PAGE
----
Next to the park is the mansion, Casa Garden. Built in 1770 for a wealthy Portuguese merchant, for a period of time it was rented out to the British East India Company. Today Casa Garden is owned by the city government and used to house art exhibitions. When we visited there was a great exhibit on the tradition of puppetry in Asia in the basement and an exhibition by a Portuguese artist in the main house.
Next to Casa Garden is the Protestant Cemetery. Prior to this cemetery’s creation, protestants in Macau had no place to bury their dead. Neither the Catholic nor Chinese cemeteries would allow their burials. Many ended up buried outside the city walls. In 1821, the British East India Company purchased a plot of land next to Casa Garden to serve as the burial place for protestants. I found the cemetery quite peaceful and enjoyed strolling around reading the headstones. Many of the graves belonged to American or British sailors on merchant ships.
After our tour of the cemetery, we stopped in a McDonald’s for a quick lunch before continuing on to the Three Lamps District a little farther northeast. We kind of enjoy seeing what McDonald’s offers in other countries and we were not disappointed. Zach had the Tokyo Night special, a fried chicken patty with a fried egg, cabbage, and tonkatsu sauce between a squid ink sesame seed bun. Whoa.
On our way to the Three Lamps District we stopped by Lin Kai Temple briefly. A little shabbier than some of the other temples we visited, it had quite the character. I especially liked the carvings at the top. Just a couple streets over, we entered the Three Lamps District, a traditional street market. It was filled with all manner of things – clothing, shoes, meat, produce, fish, even cured meats. It wasn’t very crowded; we were able to walk around and stop to look at things without being in the way. Although I was yelled at once for standing in the way of customers… oops.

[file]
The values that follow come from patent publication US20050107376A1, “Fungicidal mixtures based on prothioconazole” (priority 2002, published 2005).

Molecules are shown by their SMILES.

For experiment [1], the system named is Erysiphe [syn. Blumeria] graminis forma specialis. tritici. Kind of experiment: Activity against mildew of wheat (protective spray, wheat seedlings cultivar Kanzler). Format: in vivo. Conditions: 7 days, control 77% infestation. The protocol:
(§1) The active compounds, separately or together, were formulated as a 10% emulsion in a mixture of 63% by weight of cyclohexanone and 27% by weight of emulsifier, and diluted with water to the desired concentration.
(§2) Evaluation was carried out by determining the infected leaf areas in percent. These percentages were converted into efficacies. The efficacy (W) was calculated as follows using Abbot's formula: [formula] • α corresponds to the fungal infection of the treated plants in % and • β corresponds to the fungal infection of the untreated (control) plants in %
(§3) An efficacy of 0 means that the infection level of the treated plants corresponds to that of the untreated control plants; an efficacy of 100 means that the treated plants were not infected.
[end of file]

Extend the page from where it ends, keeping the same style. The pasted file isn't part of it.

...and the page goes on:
After we toured the Three Lamps District, we went back to our hotel so Zach could prepare for his audition. We made it back to the hotel before the rain began, but we had to go out in it to get to the Macau Cultural Center for his audition. Luckily, connected to the Macau Cultural Center was the Macau Museum of Art. So, while Zach practiced and performed, I spent a couple hours in the museum. My favorite exhibit was the collection of Konstantin Bessmertny, a Macau-based, Russian artist. His works were wild and provocative. I should have taken some photos but I kind of hate that in museums.
After Zach’s audition the rain had started falling harder. We thought about taking a bus back to our hotel but ultimately decided to walk back instead. It was only a ten minute walk and by the time we returned to the hotel, the rain had all but ended.
Our final stop of the day was Beer Temple. A craft beer store and bar, Beer Temple reminded us of a couple of places we frequented in Seoul. We enjoyed a couple Aussie beers and ordered dinner from the restaurant next door, a fried chicken place named Hencredible – great name. Beer Temple was the perfect way to wind down a long day.